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rBrady
04-14-2010, 04:08 PM
I have been wonder why there is a lack of a Maya Composite thread so I am starting one. I for one feel that its has added a huge amount of value for Maya to include Composite. Its a huge part of my workflow.

I know that some will say, "Just use Nuke or Fusion, they are better". As much as I like Composite, I do like Fusion and Nuke better. I just don't like them thousands of dollars better. I would like to invite productive comparisons between the compositors. For instance, I have found that multi channel EXR support is better in Composite than Fusion. My channels don't get mixed up anymore. But Composites motion blur isn't nearly as good as Fusions, So I am looking for a plugin. etc etc.

Whats everyones thoughts?

leif3d
04-14-2010, 04:33 PM
I really can't compare these apps because I've never use Composite.
I went to a demo years ago and on paper, Toxik wasn't able to much of what I considered essential in Fusion.
With the new releases this gap has become increasingly wide and I doubt that composite will be able to compete with Nuke or Fusion, specially since now it's not even supported as a stand alone product.

I agree with you that the fact that a node compositor comes with Maya is really great and saves a bunch of money, so I'm eager to see what other people have to say about their workflow with this app.

rBrady
04-14-2010, 05:03 PM
What would you consider essential that composite doesn't do? I came from fusion and didn't feel anything huge was missing. The Sapphire Suite more than makes up the difference in my situation. I also havn't used Fusion 6 though. 5.3 was the last version I used.

leif3d
04-14-2010, 07:13 PM
Like I said, I went to a demo years ago and there wasn't even a text tool. I believe it didn't have particles either.
The 3D compositing was poor in comparison to Fusion or Nuke and the interface felt clunky. Many 2D tools weren't as robust either.
I don't think composite supports RED natively either.

I can't remember the other reasons at the time, but yeah, this was a while ago...so I'm not sure how the current version compares to Fusion 6.1 or Nuke X in production.
Sapphier for OFX works great in Fusion 6 x64 BTW ,we also purchased Reelsmart MB, and the Krokodove plugs are great too.

As we all know, labeling something as"better or worse, depends on your needs. If you are going to use it as a compositing system for 3D passes and some color correction, then you will see no difference between apps, heck, you might even think Composite is better because it integrates into Maya better. I really would love to use it, I mean, it comes with my Maya install right?, but I doubt it can compete with the latest release of Fusion 6.1 or Nuke X.

BTW, how were your channels getting mixed up before? I've found that this is generally a problem with the pass system of renders and its naming conventions. I usually avoid using multi-channel EXR's, because it goes against the purpose of efficient I/O.

Hopefully this thread will enlighten me on unexpected things that are possible with this app. :)

bjoern
04-14-2010, 07:33 PM
there is no thread because, yeah, other tools are better :) hehe. And they always will be.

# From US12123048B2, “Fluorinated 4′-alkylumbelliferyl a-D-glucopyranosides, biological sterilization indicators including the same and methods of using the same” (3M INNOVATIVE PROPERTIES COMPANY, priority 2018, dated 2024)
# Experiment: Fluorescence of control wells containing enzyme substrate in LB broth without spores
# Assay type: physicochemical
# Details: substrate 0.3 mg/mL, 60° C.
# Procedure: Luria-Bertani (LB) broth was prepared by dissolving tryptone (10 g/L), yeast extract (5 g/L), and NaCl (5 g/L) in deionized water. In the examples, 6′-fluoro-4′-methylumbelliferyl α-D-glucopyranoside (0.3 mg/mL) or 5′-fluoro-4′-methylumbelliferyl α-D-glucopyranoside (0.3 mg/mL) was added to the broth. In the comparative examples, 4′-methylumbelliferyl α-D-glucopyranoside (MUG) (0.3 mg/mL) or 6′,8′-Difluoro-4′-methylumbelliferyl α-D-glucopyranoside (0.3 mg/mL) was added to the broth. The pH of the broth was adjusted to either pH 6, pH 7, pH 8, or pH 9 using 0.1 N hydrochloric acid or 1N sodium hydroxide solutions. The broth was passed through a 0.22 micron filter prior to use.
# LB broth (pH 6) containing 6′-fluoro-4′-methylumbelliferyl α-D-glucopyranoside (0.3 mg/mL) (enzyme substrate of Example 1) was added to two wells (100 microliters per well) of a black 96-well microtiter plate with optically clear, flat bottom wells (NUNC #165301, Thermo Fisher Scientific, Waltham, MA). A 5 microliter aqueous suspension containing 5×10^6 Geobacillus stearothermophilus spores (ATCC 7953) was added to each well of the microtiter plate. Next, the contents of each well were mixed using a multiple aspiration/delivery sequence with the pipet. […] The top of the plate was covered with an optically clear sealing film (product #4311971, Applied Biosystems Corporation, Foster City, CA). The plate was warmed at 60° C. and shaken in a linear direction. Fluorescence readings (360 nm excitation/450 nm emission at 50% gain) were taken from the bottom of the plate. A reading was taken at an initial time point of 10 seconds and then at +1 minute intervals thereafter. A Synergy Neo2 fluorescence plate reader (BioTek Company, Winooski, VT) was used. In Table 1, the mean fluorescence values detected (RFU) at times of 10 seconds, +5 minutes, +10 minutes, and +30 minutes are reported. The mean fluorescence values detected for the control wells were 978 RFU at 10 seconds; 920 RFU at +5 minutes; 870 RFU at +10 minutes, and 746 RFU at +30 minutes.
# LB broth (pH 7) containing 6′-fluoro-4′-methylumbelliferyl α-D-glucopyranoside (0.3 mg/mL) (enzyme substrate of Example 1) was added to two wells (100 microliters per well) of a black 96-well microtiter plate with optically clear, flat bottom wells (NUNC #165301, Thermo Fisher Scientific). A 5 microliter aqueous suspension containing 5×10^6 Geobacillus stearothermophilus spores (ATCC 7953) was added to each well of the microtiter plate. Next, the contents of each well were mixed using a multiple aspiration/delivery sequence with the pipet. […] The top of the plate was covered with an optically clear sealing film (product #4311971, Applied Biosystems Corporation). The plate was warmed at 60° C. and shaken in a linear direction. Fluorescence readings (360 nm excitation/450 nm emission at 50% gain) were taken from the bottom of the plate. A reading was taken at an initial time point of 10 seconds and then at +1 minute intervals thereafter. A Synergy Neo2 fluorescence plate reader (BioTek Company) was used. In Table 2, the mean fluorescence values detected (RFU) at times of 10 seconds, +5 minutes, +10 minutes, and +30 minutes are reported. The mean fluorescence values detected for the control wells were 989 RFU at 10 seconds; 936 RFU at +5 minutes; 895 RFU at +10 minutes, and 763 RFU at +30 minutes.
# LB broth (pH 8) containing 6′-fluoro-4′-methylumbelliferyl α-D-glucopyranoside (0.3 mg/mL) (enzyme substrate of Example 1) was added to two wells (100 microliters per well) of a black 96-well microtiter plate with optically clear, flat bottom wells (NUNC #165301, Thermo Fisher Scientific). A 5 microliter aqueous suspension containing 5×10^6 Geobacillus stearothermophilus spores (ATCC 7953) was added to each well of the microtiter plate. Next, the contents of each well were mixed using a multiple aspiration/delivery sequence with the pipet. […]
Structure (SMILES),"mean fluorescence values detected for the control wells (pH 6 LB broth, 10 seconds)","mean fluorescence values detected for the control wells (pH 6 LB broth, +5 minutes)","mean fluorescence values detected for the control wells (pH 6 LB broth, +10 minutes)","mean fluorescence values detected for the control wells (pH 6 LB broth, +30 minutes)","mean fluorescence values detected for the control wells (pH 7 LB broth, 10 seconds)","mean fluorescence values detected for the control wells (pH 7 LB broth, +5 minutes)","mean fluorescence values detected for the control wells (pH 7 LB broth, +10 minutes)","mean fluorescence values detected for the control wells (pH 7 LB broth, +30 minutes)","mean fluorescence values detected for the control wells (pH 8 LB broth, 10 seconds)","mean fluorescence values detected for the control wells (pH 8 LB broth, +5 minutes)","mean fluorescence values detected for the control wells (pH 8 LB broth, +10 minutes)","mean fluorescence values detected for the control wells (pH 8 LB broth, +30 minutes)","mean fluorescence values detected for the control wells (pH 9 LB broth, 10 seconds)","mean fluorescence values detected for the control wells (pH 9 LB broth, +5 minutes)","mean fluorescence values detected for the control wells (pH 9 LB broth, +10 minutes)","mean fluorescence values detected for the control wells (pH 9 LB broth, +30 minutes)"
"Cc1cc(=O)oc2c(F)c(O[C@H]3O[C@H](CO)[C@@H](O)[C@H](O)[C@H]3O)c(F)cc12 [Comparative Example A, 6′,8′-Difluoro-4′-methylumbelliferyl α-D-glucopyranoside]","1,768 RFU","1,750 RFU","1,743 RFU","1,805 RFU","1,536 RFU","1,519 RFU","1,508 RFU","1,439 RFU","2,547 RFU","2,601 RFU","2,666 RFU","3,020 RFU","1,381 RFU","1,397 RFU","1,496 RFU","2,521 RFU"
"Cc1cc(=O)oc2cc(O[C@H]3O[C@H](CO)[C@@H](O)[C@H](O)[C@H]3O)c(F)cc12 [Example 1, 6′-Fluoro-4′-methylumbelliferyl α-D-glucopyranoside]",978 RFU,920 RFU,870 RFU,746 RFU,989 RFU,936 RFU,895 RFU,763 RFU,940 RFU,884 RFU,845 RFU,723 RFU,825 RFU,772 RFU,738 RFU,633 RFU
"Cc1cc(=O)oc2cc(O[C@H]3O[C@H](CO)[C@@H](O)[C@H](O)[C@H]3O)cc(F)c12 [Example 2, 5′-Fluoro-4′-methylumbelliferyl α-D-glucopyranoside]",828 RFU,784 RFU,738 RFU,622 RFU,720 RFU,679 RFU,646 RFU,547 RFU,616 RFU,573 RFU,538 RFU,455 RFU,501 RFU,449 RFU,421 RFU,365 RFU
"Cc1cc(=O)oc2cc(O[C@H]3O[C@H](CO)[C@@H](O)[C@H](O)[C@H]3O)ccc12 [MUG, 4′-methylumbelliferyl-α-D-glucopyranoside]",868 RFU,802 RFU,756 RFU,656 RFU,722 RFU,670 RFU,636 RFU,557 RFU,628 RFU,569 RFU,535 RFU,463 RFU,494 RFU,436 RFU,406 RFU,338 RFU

but that is not the point...
From what I feel right now. Thefoundry has exactly the attitude that I would want
from a softwarecompany, in terms of support and quality... And Autodesk is the worst case that I could name right now (shawn is an exception and a little bright light on the horizon:) ....)

90% of all major studios which are steering the direction of where the industry is heading, bought a site license of nuke.
In short: Nuke 'equals' compositing. this is a fact.
the same way it was with shake. Nuke just tooked the place. And most importnd!!
"No" other softwarecompany was able to fill the hole after shake died slowly. they all had the time and chance!
But they did not delivered, so I guess they are not willing or capable.
But don't get me wrong as a fanboy. I worked with Fusion too even AE... great tools.
But I don't spend time on software which has a small future and an even smaller support in the industry.

leif3d
04-14-2010, 07:49 PM
90% of all major studios which are steering the direction of where the industry is heading, bought a site license of nuke.
In short: Nuke 'equals' compositing. this is a fact.


Don't believe the hype. Good advertising works...
An incredible amount of movies are done in Fusion (Avatar included) and most studios use a combination of Nuke, Shake, Fusion, AE and Flame. Whatever gets the job done...
So saying "Nuke equals compositing" is really naive.
Nuke is great though...but it doesn't "equal" anything.


the same way it was with shake. Nuke just tooked the place.


This has to do with platforms as well. Fusion runs well on Windows, but poorly on Linux and has no OSX version, so Nuke just seems like the right choice for platform independence which is what most major studios are looking for. Not to mention Nukes Python support is superior.


"No" other softwarecompany was able to fill the hole after shake died slowly. they all had the time and chance!
But they did not delivered, so I guess they are not willing or capable.


Eyeon has survived over 20 years of compositors and Adobe has a huge user base, not to mention Flame is still the king of finishing. So numbers and "filling holes" has nothing to do with the quality of a product.


But don't get me wrong as a fanboy. I worked with Fusion too even AE... great tools.